But can we use this opportunity somehow? Perhaps we can make this into a genre of its own. It would be the genre, temporally based, that constitutes The Boring according to Sylvia. Roughly all of architecture between 2011 and now begets a genre unto itself. The relationship to everything else, at least at first glance is fairly clear: it is the end of every trajectory, everything eventually reaches The Boring. It is the post-post; it is the after After Party17. Where do we go from here, are we out of options, have everything really already been done before? Surely a discipline that bores its own historians has run its course.
But it can’t be the end; Terry18 would be so disappointed with us for giving up.

When I’m bored, I usually try to find someway to entertain myself: change my behavior, get up and go for a walk, watch a movie, read a book.

I wonder if looking back at all the work that was produced before her boredom set in could reinvigorate her. Does she miss Katsuhiro19? Does she miss Paul20? Would that just added to the current surfeit? Perhaps, that there are too many things to look at is the problem; the Possibilitarianisms21 are endless.

One alternative suggest that we might have done it all wrong. Maybe we should try to shake things up. Maybe Roland22 should be a postmodernist, and Jesse23 a parametricist. Could you imagine Patrik24 commanding an army of minimalists.

If that works, how long does that stave off the boredom? Are there ways out of becoming bored? That might at least buy us another 3 years, but then what? Do we shuffle again? We could make an algorithm that shuffles everyone’s preferences every three years and then Sylvia will never be bored again. We could do that for quite a long time, hundreds of years actually just given the number of architects we have now. We could even keep it as capital A problem; let SOM and HOK and all the other BIG acronyms carry on with what they do best. By my calculations, we would have 1497225 years. That’s just an approximation, though, and then we would have another problem: people just don’t live that long.

In any case, we can’t undo the past, so we’d be adding to it. We’d be making the more even more. If that’s not enough, though, then what has happened was inevitable. We were always going to end up here. All that’s happened since 2011 at least wasn’t for naught.

But if it was boring to Sylvia, was it boring to the rest of us? When she sees a “New Sculpturalism26”, she’s bored. When she sees ambivalent objects, she’s bored. When she sees the Helsinki Library competition, is she even paying attention? Is there nothing more than what she sees? Are we all bored? Can we see for ourselves? Maybe she is just one person out of 7 billions who’s bored and she’ll get over it.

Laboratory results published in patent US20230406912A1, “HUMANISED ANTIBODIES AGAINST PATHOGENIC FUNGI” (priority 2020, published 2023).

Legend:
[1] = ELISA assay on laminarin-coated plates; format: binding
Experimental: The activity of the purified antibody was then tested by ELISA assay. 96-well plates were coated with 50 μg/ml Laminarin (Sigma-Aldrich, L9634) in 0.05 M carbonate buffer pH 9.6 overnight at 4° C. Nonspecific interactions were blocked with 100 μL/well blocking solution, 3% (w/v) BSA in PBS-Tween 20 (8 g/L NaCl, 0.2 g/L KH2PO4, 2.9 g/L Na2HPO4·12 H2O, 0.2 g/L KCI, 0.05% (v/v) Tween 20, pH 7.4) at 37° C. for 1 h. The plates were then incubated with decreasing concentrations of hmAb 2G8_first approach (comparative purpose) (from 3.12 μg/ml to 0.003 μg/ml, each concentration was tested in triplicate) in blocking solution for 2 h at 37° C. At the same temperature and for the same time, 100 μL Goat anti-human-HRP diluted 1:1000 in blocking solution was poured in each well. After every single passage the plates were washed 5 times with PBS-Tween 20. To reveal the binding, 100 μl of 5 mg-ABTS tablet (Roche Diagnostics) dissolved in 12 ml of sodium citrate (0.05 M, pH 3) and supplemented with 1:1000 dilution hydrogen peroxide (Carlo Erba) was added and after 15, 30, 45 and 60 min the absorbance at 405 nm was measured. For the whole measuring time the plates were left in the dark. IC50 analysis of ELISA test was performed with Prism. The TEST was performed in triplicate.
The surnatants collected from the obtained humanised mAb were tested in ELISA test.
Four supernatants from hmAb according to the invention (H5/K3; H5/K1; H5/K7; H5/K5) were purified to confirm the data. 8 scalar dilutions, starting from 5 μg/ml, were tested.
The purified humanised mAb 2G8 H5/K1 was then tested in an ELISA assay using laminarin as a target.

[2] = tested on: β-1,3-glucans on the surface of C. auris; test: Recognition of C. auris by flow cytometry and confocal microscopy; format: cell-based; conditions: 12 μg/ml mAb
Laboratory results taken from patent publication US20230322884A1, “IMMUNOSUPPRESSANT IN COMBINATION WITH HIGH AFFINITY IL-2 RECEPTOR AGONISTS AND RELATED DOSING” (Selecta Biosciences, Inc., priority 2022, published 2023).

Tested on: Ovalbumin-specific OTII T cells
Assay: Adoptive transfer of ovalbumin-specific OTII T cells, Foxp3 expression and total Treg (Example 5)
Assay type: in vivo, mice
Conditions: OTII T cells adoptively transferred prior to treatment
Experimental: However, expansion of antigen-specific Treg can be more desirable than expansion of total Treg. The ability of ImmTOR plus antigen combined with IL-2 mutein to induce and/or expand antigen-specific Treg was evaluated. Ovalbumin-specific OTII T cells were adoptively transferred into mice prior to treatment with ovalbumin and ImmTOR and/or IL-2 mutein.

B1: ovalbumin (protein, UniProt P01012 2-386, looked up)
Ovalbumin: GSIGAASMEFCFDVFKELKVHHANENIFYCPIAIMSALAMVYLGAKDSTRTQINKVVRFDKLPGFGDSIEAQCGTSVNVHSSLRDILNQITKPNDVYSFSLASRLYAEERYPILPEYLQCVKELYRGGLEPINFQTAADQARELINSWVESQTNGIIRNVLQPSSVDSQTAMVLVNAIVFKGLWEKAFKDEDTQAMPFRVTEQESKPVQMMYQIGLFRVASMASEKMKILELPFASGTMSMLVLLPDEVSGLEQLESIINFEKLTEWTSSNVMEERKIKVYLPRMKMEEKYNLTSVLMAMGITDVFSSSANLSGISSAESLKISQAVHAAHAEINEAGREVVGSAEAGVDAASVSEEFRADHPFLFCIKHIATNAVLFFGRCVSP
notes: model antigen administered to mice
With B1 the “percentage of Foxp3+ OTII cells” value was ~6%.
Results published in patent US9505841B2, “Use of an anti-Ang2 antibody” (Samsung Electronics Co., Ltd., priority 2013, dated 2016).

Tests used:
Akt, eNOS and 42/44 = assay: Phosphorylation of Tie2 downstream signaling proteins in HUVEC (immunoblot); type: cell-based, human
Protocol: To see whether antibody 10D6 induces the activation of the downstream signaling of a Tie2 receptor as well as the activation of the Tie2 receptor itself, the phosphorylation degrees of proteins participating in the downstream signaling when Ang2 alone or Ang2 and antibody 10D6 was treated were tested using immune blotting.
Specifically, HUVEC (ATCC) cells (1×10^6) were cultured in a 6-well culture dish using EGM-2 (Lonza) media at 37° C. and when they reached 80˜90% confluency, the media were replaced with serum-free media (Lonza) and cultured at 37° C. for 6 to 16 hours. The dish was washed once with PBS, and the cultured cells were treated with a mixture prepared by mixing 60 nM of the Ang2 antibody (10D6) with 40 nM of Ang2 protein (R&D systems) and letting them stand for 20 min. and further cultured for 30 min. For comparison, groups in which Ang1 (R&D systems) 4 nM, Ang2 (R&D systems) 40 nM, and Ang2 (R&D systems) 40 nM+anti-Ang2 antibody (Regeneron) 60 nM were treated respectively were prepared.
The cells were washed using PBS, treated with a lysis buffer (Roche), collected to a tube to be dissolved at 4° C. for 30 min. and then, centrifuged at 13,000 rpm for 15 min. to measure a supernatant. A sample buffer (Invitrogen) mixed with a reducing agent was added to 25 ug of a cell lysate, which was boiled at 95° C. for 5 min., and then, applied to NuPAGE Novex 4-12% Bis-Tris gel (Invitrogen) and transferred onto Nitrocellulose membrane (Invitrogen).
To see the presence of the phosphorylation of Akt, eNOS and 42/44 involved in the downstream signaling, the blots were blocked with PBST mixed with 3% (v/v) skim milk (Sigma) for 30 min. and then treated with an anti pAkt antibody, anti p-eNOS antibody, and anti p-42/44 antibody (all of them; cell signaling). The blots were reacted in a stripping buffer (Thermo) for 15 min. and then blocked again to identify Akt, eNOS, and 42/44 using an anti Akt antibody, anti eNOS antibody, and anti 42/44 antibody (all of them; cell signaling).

But it’s not just her, is it? Rem’s bored27. The Pritzker committee is bored too28. Is it contagious? That’s certainly possible, but at the very least, we can say that it’s spreading. And that’s a bad thing...

Are we all doomed to eventually get the same dissatisfaction out of architecture?

As I see it, there are two options: give up or persist. Some people will give up, naturally; not everyone makes it to the end of Empire29. For the rest of us, maybe we can chose to persist. I know what I have chosen. In the face of impending boredom, maybe we won’t wait for it to surreptitiously over take us as it did to Sylvia. We don’t need to wait; we can search it out. It’s around here somewhere; I can feel it. Maybe we need to look at more things, then more, and then still more. We need the more to tire us out.

We can look for a way to make this productive30. We already have one SuckerPunchDaily, let’s make 2, or 3, SuperPunchHourly... Minutely... Secondly...

That would certainly make me bored, but what do we do when we get there. Does it have an end? Michael31 says interesting is fleeting, boredom lasts. How long does it last? The only way to find out is to make ourselves bored. We can make the projects, while Sylvia’s head is turned, while she’s not paying attention. We make them, and look at them, make them and look at them, and make them again and again and again. While she’s checking her email, another one; while she’s teaching a class, 50 more; when she goes on vacation, 500 more. We go back to John32 and say, “not a 9 square grid, let’s try an 81 square grid, or a 6561 square grid, or better yet a 43046721 square grid!33” We can handle it; after all, we have all the time in the world. Instead of exclusive design decisions34, we will make every option: design them all! draw them all! animate them all!